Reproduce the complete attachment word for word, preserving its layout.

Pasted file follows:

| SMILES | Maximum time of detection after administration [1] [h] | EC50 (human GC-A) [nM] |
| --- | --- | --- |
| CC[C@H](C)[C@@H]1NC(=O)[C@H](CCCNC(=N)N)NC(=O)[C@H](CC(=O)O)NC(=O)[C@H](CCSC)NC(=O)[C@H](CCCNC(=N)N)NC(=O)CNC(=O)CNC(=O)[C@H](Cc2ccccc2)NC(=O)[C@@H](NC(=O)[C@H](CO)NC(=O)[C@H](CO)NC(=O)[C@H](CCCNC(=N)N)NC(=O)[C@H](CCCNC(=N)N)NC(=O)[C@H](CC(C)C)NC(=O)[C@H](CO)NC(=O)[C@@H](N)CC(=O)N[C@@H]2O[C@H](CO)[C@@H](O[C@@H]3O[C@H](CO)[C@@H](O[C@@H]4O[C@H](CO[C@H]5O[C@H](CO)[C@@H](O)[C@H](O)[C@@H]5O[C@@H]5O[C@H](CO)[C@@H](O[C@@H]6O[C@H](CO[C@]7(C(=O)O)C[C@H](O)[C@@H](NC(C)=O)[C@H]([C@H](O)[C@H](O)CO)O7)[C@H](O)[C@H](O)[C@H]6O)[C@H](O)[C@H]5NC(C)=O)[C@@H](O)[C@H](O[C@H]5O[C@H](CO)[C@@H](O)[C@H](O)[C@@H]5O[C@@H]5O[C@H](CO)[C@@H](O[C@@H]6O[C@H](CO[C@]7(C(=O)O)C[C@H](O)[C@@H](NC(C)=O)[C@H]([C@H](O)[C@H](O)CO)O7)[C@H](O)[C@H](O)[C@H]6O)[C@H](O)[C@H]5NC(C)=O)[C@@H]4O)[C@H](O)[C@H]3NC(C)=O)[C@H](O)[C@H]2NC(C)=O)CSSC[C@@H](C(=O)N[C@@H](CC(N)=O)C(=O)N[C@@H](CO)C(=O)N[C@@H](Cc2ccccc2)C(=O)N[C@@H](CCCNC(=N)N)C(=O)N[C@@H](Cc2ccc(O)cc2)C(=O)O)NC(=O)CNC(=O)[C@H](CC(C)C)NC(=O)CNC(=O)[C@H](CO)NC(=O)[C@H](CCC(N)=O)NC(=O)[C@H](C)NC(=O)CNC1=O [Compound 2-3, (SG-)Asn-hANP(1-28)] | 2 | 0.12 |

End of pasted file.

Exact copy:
| SMILES | Maximum time of detection after administration [1] [h] | EC50 (human GC-A) [nM] |
| --- | --- | --- |
| CC[C@H](C)[C@@H]1NC(=O)[C@H](CCCNC(=N)N)NC(=O)[C@H](CC(=O)O)NC(=O)[C@H](CCSC)NC(=O)[C@H](CCCNC(=N)N)NC(=O)CNC(=O)CNC(=O)[C@H](Cc2ccccc2)NC(=O)[C@@H](NC(=O)[C@H](CO)NC(=O)[C@H](CO)NC(=O)[C@H](CCCNC(=N)N)NC(=O)[C@H](CCCNC(=N)N)NC(=O)[C@H](CC(C)C)NC(=O)[C@H](CO)NC(=O)[C@@H](N)CC(=O)N[C@@H]2O[C@H](CO)[C@@H](O[C@@H]3O[C@H](CO)[C@@H](O[C@@H]4O[C@H](CO[C@H]5O[C@H](CO)[C@@H](O)[C@H](O)[C@@H]5O[C@@H]5O[C@H](CO)[C@@H](O[C@@H]6O[C@H](CO[C@]7(C(=O)O)C[C@H](O)[C@@H](NC(C)=O)[C@H]([C@H](O)[C@H](O)CO)O7)[C@H](O)[C@H](O)[C@H]6O)[C@H](O)[C@H]5NC(C)=O)[C@@H](O)[C@H](O[C@H]5O[C@H](CO)[C@@H](O)[C@H](O)[C@@H]5O[C@@H]5O[C@H](CO)[C@@H](O[C@@H]6O[C@H](CO[C@]7(C(=O)O)C[C@H](O)[C@@H](NC(C)=O)[C@H]([C@H](O)[C@H](O)CO)O7)[C@H](O)[C@H](O)[C@H]6O)[C@H](O)[C@H]5NC(C)=O)[C@@H]4O)[C@H](O)[C@H]3NC(C)=O)[C@H](O)[C@H]2NC(C)=O)CSSC[C@@H](C(=O)N[C@@H](CC(N)=O)C(=O)N[C@@H](CO)C(=O)N[C@@H](Cc2ccccc2)C(=O)N[C@@H](CCCNC(=N)N)C(=O)N[C@@H](Cc2ccc(O)cc2)C(=O)O)NC(=O)CNC(=O)[C@H](CC(C)C)NC(=O)CNC(=O)[C@H](CO)NC(=O)[C@H](CCC(N)=O)NC(=O)[C@H](C)NC(=O)CNC1=O [Compound 2-3, (SG-)Asn-hANP(1-28)] | 2 | 0.12 |